April 6, 2017

JEFFERSON CITY, Mo. --- Pete. Around here, you only need the first name. 

Lorraine, the same.

Pete and Lorraine, no last name required.

They became the First Couple of Jefferson City, more so than any governor and his wife. There were certainly others with more wealth and influence, but this was Pete and Lorraine's town.

Wednesday was a sad day for all of us in Central Missouri --- as well as around the country for those lives touched by Lorraine Adkins --- as the matriarch of this power couple passed away quietly at her home, with Pete and their son, Terry, by her side.

Of course, Pete was by her side. This great love story wouldn't have ended any other way.

They say that behind every great man is a great woman, and Lorraine was certainly that. Great. And for a long time, Lorraine, who would have been 89 in June, would probably be considered the woman behind Pete.

But really, and especially in the last three-plus decades, that wasn't the case. Not at all. Lorraine wasn't behind Pete, she was by his side. They were arm in arm and holding hands, joined at the hip, with matching proud jaws, her wearing a smile to complement what was usually his lack of one.

Together, they experienced life's highest highs and lowest lows. They were best friends and soul mates, married for nearly 70 years. They were confidants and companions, but companions who would turn into a pit bull if the other was under attack.

Usually, it was Lorraine who would do the defending, because Pete did ruffle some feathers along the way. Why? Because he was old school and tough on his players? Maybe. But mostly, it was because he won so much, unlike almost any coach in the history of football --- at any level.

People tired of it. They were jealous. They didn't like the way he coached, they didn't like what he stood for.

Detractors just didn't get Pete, who's certainly mellowed through the years. Even going back to those early years with the Jefferson City Jays, however, if you knew him, you liked him.

To this day, his former players would run through the proverbial brick wall for Pete. And when they were done with it, it would look like the proverbial wall of Swiss cheese.

 Jefferson City became more than just the home of the state capital, it became the home of the football team that never lost.

But it sure became easy to dislike the man behind it if you were on the outside looking in.

We mention this because it provides context and perspective for this relationship. Pete and Lorraine grew closer and closer as the dynasty bloomed. They circled the wagons because of Pete's success on the field, and the circle became even tighter because of the heartbreak off it. 

If you dared say anything bad about Pete, be it about football or otherwise, Lorraine would be there to stand by her man and defend him to the end.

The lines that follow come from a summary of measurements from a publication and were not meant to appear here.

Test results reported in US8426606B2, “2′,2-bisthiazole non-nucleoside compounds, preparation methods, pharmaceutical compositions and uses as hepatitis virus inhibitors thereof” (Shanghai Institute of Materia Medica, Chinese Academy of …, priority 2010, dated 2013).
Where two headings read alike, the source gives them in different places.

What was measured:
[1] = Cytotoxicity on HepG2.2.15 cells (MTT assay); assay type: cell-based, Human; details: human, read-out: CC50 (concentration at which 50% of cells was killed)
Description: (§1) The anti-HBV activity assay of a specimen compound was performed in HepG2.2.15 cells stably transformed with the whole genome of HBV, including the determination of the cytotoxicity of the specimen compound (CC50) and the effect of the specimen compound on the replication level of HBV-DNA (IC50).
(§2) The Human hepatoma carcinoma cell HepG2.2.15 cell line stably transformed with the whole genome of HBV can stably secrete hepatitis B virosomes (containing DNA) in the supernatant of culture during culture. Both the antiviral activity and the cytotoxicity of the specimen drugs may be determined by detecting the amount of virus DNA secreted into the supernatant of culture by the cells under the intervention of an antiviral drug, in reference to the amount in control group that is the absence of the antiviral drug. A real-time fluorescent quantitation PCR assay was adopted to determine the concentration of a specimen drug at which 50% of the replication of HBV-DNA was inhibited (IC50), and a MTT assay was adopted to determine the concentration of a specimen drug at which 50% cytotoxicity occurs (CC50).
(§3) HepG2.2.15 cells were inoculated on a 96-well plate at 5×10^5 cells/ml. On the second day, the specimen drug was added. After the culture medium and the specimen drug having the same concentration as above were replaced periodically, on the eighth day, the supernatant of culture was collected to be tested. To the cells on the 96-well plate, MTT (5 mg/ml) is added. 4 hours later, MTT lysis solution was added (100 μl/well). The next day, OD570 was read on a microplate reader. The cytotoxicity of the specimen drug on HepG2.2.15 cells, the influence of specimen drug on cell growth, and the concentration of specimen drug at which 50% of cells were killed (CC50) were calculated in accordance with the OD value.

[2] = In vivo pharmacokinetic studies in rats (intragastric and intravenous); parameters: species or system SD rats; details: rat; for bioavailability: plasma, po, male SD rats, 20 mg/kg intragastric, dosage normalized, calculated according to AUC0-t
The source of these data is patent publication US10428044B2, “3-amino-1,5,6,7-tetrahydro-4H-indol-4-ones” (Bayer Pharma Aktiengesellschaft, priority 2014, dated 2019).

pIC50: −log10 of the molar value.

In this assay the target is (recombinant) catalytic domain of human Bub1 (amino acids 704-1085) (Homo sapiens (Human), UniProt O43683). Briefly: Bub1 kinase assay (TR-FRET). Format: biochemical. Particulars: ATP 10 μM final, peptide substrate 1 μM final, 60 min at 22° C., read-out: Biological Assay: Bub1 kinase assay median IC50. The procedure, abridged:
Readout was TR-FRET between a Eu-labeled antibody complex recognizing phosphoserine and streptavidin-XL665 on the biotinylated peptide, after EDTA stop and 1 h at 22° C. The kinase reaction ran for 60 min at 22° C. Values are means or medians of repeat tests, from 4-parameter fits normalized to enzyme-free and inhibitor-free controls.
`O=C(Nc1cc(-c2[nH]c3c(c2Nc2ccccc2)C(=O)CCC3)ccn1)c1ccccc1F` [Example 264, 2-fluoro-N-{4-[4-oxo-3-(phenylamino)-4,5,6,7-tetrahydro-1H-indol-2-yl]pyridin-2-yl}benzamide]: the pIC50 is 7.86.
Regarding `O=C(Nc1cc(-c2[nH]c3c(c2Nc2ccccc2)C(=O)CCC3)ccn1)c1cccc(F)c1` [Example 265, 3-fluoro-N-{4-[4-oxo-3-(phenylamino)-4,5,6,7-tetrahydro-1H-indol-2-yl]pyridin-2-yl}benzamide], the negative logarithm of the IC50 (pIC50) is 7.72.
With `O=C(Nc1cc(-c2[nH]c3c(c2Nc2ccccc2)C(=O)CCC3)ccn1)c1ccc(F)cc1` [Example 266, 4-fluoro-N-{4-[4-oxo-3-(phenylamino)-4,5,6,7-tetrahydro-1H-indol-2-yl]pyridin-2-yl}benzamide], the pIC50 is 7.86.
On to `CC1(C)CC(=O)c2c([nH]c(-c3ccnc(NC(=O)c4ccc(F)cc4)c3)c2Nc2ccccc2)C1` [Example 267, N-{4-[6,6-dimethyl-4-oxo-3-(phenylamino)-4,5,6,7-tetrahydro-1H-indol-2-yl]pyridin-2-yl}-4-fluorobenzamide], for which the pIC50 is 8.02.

You don't know what you're talking about!

And the thing is, they didn't.

Lorraine was both sweet and tough. If you needed to get something done, Lorraine was the one to call. She would get it done, using both her sweetness and toughness, whichever was required.

While she worked as a realtor for many years, she was a philanthropist at heart and would do anything in her power to help the cause. And Lorraine had power. She was a pillar of the Cole County Historical Society, but her No. 1 philanthropic passion was veterans.

Lorraine was dubbed the "First Lady of Patriotism" --- she was on the ground floor of Operation Bugle Boy back in 2001, she was a driving force behind Operation Tyler to build a handicapped-friendly $350,000 home for a badly wounded local Marine in 2011, and she was the founder and director of Wreaths for Heroes.

To be sure, Lorraine wasn't the only accomplished member of the Adkins' household ... although Pete, a World War II veteran himself, was by her side in these projects.

Pete ... everybody knew his name. And at the height of his athletic power, that was the case throughout Missouri, not just around here. And even in many spots around the nation.

He had a lot a great assistants who helped make this success possible, guys like Jankowski and Cole, Licklider and Johnson, Grosso and Obermiller. But none of them were remotely close to Pete's No. 1 assistant, the one by his side every step of the way, arm in arm, hand in hand.

Lorraine ... thank you for everything.

You will be greatly missed.

The Adkins were both huge contributors for veterans causes, including Wreaths for Heroes each Christmas --- a cause started by Lorraine.

For questions, comments or story ideas, contact Tom at loefflerslink@hotmail.com.

With the passing of Lorraine,

our town has lost its matriarch

Loeffler's Link